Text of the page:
- A worry-free option for first-floor window replacement or in buildings where windows are close to the ground
Some reasons to choose a double-hung window
The moveable second sash on a double-hung window creates additional flexibility for houses.
For example, tilt-in (also called tilt-out) design allows reaching the outside of double-hung windows from inside the house. On single-hung windows, the lower sash most often moves only vertically, blocking the upper sash. This can cause problems when reaching the glass on single-hung windows. In some homes, that hassle can become hazardous when cleaning the outside of the upper sash from inside.
Being able to reach the outside of windows at ground level is one thing but reaching an upper-level window can be an entirely different scenario. While some single-hung windows have a tilt-in, or removable lower sash, the moveable second sash on double-hung windows provides much easier cleaning, especially for windows on upper floors.
Allowing for multiple sashes to be adjusted makes double-hung windows a strong choice for rooms seeking more air flow. With hot, damp air in the bathroom, for example, limited ventilation can develop issues with humidity and moisture. Left ignored, that lack of fresh air can result in increased odor issues and even mildew growth. Opening each of the sashes of a double-hung window can help cool off warm, humid areas and keep moisture out of your house.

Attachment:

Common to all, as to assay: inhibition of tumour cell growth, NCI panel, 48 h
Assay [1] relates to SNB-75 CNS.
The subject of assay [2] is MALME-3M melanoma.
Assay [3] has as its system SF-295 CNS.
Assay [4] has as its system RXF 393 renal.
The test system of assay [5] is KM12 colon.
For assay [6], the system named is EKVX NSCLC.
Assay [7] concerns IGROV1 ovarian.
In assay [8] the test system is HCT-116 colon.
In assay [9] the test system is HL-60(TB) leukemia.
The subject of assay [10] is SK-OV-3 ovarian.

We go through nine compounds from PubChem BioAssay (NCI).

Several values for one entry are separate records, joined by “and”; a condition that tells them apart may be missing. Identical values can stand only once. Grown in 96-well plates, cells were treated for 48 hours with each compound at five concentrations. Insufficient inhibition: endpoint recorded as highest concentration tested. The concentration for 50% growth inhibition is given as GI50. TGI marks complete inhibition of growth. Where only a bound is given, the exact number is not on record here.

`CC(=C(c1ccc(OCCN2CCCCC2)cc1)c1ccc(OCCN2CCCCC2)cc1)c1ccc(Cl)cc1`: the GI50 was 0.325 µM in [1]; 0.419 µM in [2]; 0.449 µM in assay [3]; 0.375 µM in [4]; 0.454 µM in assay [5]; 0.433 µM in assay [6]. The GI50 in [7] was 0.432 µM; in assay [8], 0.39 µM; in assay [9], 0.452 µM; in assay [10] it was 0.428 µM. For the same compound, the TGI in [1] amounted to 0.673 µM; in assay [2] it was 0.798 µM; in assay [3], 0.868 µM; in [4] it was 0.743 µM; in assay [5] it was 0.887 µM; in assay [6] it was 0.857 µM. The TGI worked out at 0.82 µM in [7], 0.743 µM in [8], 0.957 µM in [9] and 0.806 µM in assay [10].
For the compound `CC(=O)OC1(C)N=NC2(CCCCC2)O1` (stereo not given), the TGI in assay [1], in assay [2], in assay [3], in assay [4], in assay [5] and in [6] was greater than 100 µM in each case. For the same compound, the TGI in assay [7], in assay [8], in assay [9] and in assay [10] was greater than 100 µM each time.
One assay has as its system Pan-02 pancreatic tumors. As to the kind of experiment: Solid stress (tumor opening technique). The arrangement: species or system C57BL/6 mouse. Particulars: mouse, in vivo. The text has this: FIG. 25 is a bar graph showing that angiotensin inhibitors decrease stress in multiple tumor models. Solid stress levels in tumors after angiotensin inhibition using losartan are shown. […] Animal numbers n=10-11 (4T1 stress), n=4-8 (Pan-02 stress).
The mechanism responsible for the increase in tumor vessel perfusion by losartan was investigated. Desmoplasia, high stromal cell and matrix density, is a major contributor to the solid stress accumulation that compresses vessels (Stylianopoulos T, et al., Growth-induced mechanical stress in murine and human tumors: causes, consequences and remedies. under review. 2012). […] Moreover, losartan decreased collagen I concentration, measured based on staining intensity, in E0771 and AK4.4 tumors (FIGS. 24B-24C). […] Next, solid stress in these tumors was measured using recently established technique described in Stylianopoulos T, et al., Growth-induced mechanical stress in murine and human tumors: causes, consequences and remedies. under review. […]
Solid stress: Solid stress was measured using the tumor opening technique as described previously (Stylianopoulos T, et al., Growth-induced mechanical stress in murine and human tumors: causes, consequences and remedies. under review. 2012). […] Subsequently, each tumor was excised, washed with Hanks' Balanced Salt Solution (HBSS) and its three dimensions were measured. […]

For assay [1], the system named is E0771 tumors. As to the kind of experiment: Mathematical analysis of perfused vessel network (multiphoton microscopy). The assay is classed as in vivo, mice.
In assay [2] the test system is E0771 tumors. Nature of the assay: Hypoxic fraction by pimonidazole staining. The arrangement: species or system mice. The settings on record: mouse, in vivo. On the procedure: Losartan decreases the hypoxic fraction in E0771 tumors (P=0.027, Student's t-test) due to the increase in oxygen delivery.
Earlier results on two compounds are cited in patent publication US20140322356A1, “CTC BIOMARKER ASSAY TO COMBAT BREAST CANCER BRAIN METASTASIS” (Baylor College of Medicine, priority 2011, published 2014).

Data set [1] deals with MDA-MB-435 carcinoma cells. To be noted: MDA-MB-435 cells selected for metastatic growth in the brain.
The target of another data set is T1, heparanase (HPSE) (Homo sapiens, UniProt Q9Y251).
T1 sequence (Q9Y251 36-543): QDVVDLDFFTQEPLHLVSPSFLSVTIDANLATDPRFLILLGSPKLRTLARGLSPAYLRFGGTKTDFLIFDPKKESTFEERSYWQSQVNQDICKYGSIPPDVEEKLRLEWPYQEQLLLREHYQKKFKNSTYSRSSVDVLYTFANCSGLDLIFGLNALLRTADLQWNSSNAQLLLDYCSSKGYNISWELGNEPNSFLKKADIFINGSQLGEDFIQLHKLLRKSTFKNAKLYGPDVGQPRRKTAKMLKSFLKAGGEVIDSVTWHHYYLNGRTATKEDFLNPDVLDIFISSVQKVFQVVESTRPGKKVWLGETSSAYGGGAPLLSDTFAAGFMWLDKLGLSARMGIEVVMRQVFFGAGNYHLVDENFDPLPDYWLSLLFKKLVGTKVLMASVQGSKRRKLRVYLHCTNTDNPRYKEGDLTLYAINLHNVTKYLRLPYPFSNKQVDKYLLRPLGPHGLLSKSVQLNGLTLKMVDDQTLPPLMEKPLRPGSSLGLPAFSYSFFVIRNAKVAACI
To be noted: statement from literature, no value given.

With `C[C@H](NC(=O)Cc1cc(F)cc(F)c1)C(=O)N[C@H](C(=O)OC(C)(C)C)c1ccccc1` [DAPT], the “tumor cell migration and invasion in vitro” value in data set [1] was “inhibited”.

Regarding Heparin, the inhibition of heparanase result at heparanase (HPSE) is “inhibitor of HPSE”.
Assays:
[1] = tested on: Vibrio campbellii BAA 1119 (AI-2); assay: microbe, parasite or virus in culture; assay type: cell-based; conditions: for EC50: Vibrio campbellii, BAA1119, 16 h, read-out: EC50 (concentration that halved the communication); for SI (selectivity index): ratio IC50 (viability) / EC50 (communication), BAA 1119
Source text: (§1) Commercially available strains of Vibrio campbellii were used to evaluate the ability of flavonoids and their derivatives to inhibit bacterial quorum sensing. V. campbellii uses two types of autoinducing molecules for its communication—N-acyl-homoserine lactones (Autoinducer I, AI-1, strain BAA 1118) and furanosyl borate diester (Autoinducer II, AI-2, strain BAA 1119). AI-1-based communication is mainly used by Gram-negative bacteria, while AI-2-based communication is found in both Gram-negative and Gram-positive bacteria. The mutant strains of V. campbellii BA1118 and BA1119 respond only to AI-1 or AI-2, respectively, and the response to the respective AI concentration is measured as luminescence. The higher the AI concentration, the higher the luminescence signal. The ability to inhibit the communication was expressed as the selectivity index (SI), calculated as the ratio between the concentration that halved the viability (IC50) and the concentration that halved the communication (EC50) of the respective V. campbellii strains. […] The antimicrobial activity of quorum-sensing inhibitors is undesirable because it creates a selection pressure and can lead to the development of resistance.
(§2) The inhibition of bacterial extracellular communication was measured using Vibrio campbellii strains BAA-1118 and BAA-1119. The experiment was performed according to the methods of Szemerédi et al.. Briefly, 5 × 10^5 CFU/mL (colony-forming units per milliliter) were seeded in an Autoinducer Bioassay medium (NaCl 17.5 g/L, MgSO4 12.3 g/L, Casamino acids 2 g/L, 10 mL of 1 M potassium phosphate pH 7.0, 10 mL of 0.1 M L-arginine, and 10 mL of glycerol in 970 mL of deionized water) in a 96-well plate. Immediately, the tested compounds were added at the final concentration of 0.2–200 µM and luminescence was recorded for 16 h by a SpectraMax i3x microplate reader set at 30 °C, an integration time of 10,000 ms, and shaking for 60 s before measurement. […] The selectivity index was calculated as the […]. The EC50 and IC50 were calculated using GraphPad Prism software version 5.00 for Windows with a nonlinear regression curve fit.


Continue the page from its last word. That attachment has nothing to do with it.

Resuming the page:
Double-hung windows also offer a unique alternative to single-hung windows when considering window maintenance. Since it doesn’t move, repairing the upper sash on a single-hung window requires a visit from a glass repairman. However, since many double-hung windows include a removable upper sash, homeowners can change their window sash without a service call for a glass repair job.
For these reasons, double-hung windows are a good choice for homes that:
- Have a second story
- Deal with ventilation issues
- Have an architectural style that traditionally uses double-hung windows in their style, such as Colonial, Cape Cod, Craftsman or Victorian homes